One other thing to note is that the ISO nuts that are used to secure these super single alloy rims require a 30mm socket, opposed to the standard OEM and steel super single wheel nuts which use a 41mm socket. ATW were kind enough to include a 3/4″ drive 30mm socket, breaker bar and wheel nut indicators with the changeover package we negotiated, but I do not know if these items are normally included.
These alloy rims should be tightened to the same torque as steel rims, that being 490Nm ± 49 (360 ft/lbs ± 36).



Overall, I do not regret the decision to changeover to these alloy rims but there are a couple of things that I am not 100% happy about, those being the way the rim is centred and the valve stem that has been used on the deep dish side of the rim.
I have had numerous discussions with ATW about these two things and ATW has their opinion and I have mine.


A rim is normally centred in one of two ways; stud centred or hub centred. These rims, by themselves, don’t do either of these and rely on the addition of a “centring shim” to allow centring of the rim off the hub. From a functionality perspective, these shims do work, but they are quite flimsy and mean that you have to be extremely careful when removing or fitting the wheel, or you are likely to damage the shim. The shim does provide a secondary function, that being as a barrier between the drum and rim, which helps stop discolouration of the alloy rim from rust.
In my opinion, the hole in the centre of the alloy rim should be smaller. If this were the case the rim would simply centre directly off the hub, without the need for an additional centring mechanisms.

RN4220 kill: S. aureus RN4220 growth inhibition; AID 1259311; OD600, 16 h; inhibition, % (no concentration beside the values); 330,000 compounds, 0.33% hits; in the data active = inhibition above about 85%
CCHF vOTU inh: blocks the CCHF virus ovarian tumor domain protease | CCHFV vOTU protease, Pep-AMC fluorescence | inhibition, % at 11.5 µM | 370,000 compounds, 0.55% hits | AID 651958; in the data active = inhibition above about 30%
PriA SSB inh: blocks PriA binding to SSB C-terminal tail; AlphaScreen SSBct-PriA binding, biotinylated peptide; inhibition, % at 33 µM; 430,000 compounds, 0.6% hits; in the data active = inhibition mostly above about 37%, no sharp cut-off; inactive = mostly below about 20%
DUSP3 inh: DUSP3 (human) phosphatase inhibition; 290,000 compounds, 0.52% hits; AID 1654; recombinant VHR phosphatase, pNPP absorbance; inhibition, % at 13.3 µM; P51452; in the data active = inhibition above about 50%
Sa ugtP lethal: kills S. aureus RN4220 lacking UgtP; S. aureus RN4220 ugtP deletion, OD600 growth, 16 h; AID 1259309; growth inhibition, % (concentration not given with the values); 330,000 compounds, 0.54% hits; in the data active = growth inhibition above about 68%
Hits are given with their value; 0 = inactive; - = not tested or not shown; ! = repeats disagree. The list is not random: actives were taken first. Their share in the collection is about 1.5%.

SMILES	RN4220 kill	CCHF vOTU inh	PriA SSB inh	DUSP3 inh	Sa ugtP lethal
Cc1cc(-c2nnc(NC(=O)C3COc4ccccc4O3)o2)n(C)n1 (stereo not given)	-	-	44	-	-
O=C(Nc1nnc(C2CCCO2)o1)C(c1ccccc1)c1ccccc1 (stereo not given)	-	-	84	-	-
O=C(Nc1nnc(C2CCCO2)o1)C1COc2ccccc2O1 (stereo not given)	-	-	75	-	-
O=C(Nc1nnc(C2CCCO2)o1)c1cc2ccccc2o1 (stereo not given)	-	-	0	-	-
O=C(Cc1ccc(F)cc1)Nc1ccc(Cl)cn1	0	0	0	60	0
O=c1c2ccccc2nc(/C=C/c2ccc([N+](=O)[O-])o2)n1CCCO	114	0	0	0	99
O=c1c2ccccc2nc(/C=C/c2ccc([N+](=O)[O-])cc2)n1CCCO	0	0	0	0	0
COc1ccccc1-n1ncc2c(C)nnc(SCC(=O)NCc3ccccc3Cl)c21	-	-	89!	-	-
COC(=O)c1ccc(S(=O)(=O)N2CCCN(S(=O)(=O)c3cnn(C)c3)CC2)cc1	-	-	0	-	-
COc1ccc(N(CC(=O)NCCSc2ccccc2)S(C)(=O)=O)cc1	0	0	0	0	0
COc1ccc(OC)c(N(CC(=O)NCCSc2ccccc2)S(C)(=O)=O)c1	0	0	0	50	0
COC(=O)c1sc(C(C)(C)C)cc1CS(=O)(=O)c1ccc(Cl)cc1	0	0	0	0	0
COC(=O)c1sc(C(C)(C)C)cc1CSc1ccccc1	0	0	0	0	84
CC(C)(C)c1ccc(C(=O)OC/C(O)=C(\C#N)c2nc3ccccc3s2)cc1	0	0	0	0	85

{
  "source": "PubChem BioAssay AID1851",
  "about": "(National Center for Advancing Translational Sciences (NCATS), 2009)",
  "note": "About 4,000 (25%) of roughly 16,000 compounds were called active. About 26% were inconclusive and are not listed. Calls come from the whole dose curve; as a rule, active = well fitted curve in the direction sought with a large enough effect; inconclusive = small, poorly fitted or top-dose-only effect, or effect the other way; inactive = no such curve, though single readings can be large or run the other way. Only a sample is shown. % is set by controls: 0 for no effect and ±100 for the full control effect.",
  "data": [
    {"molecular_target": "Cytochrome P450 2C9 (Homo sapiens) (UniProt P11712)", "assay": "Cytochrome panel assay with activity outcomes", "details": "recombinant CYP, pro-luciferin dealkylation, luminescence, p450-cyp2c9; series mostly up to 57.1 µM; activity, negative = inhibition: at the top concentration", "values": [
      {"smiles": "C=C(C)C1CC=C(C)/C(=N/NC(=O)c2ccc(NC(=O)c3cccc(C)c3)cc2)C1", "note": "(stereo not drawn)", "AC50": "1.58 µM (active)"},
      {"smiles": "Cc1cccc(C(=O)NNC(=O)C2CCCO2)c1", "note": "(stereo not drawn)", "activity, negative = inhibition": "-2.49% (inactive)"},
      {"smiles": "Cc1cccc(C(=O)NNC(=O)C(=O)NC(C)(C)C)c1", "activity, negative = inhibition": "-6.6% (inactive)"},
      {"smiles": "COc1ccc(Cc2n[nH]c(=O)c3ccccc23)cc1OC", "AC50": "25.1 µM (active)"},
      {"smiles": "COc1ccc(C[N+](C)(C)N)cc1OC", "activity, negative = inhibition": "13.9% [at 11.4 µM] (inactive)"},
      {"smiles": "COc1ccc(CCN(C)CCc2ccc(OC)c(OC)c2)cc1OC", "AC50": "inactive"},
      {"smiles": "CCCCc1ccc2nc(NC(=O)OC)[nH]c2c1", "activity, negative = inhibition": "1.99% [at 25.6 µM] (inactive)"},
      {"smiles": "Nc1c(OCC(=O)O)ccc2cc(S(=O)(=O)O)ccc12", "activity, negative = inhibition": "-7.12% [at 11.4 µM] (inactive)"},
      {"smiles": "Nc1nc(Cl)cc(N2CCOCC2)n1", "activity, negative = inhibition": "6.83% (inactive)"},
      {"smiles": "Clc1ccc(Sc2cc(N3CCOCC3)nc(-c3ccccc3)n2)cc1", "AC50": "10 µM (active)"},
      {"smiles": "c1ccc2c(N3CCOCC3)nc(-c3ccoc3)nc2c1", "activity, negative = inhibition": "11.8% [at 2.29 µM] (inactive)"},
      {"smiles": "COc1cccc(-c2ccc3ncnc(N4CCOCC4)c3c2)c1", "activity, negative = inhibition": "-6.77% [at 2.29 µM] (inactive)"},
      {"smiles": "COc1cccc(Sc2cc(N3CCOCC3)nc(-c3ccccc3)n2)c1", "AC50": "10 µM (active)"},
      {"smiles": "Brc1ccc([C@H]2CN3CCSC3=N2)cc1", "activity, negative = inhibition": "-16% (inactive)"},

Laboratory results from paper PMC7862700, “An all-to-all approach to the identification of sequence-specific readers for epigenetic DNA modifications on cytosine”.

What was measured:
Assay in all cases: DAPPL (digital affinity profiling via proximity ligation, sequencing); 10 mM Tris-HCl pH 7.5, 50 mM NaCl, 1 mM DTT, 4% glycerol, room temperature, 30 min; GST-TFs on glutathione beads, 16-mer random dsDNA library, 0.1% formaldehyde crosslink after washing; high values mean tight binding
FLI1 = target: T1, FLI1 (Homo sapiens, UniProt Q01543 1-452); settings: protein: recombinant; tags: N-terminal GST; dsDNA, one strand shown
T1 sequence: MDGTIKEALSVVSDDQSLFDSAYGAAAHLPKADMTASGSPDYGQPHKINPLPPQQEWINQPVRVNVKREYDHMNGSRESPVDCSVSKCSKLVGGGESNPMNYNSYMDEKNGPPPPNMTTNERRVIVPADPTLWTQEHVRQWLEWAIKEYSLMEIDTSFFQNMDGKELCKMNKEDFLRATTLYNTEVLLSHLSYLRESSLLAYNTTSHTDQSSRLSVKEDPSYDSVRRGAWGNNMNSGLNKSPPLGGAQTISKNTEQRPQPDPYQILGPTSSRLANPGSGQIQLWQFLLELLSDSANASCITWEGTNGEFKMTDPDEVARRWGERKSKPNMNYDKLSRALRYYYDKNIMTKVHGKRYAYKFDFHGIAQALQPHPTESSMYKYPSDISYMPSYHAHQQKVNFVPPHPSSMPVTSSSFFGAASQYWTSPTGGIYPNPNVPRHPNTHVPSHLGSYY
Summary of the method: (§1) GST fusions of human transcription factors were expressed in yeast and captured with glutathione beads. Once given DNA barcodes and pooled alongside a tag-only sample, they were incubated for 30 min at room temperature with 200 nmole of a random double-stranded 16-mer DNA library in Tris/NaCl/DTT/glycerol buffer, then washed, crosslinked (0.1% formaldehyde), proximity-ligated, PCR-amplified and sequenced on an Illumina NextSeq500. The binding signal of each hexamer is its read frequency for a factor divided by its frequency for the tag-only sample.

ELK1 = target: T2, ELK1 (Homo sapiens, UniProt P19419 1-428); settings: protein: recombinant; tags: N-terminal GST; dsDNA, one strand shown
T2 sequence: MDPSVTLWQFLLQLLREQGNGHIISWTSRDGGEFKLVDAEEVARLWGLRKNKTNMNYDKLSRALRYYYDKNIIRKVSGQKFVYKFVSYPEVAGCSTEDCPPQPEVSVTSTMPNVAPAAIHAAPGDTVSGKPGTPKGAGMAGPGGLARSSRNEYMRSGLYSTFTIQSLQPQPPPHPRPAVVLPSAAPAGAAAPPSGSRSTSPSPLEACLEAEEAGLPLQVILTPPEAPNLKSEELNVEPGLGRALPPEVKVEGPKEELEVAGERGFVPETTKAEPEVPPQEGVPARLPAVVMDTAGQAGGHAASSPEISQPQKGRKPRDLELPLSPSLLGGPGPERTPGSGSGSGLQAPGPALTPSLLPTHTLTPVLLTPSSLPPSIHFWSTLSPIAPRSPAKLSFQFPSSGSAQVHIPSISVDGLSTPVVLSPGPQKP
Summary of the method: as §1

I was not happy with the design of the ATW centring shim, so I designed and manufactured my own that has a full lip, opposed to the small tabs.
Sadly, some things that look simple require quite a bit of engineering to produce. Spinning a lip on an aluminium disk is of one of those things. Two days to make the first shim and 20 minutes for each after that.


The valve stem on the deep dish side of the rim is extremely long and in my opinion is more suited to a road truck, not an off-road truck. I have not decided exactly what I will do about this yet, but I am considering changing it for a more suitable one. For now I have bent the existing valve stem, so that it is much closer to the rim. This was simple to do using a piece of 5mm thick rubber between the rim and valve stem and some gentle taps with a soft hammer. Although not completely happy with this solution, it is definitely better now.